Dr. Nora Corrigan to give Humanities Teacher Lecture
Dr. Nora Corrigan, professor of English, has been named the 2023 Humanities Teacher for Mississippi University for Women.
Corrigan will present a public lecture titled “The Games We Play and What they Say About Us: Gaming from the Ancient World through the Renaissance” Monday, Jan. 30, at 5 p.m. on campus in Fant Library’s Gail Gunter Room.
“People tend to think of games as frivolous, but they reflect some of our most deeply held beliefs. For one thing, they’re how we teach children values like cooperation and fair play. But also, games played in a particular society tend to embed its attitudes and social structures, like small mirrors reflecting different aspects of a culture. In this talk, I’ll be examining the history of several different games, from ancient Egypt through 1500s Europe, and what they reveal about the people who played them,” said Corrigan.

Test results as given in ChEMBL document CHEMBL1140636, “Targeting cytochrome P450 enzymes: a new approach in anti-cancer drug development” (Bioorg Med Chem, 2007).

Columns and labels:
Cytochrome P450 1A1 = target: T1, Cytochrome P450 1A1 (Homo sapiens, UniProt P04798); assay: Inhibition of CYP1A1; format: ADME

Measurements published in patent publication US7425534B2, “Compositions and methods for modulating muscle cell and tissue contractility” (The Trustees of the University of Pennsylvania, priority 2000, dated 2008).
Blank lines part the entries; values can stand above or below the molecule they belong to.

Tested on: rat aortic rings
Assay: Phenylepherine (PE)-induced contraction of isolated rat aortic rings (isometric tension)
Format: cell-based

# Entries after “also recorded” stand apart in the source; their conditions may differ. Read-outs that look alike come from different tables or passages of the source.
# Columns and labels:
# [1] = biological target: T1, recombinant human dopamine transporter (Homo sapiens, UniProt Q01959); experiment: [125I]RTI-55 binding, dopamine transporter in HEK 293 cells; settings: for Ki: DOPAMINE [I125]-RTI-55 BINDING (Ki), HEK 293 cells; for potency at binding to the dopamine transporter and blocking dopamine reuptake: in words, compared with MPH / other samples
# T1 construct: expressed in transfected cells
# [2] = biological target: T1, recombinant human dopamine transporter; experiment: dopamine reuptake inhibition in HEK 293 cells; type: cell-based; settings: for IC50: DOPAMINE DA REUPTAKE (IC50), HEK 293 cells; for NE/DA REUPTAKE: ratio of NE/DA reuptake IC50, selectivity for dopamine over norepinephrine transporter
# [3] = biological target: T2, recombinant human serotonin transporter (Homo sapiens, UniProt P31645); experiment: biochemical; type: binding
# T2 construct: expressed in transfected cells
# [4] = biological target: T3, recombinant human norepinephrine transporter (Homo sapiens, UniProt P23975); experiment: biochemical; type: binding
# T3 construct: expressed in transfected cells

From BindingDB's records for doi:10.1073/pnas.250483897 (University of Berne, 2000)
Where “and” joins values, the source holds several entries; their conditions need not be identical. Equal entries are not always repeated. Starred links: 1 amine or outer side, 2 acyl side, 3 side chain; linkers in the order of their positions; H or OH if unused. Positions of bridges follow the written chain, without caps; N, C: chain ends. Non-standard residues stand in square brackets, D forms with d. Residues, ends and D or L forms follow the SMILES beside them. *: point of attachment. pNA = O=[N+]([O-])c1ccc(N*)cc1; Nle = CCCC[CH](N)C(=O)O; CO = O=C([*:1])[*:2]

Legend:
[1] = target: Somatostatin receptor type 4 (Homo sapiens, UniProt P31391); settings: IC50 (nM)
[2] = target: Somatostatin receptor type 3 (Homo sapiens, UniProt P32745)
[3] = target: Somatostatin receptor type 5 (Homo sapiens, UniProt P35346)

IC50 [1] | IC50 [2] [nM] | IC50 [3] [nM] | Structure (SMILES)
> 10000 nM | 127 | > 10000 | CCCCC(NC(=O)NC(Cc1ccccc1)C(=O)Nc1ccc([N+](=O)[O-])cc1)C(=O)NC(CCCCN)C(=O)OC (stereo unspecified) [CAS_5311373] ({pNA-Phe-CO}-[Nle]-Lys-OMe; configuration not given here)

The lecture is sponsored by the Mississippi Humanities Council and is open to the public in person or visit the Department of Languages, Literature and Philosophy’s Facebook group to watch the live stream.
Corrigan leads an active scholarly life, frequently presenting at the International Congress for Medieval Studies. A recent paper is indicative of her interest in interactive learning through games, “‘The Bicched Bones’: Teaching the Pardoner’s Tale with Replica Dice.” An expanded version of an earlier paper, “Poetry at Play: Commonplace Books in a Game-Themed Literature Survey” is now in production as a chapter in the edited collection“Bringing the Past to Life: Commonplace Books in the Medieval and Renaissance Classroom.”
She implements these strategies in her classes, compelling students to actively engage with the culture behind a text. In the fall semester she was on sabbatical doing research to develop a role-playing game based on the 15th century Christian mystic, Margery Kempe.
Each year the Mississippi Humanities Council grants Humanities Teacher Awards to one faculty member from each state institution, including four-year universities and community colleges. Corrigan was chosen through nominations and votes by other humanities faculty members at The W, and will be recognized at the Humanities Council’s Public Humanities Awards ceremony at the Old Capitol Museum in Jackson in March.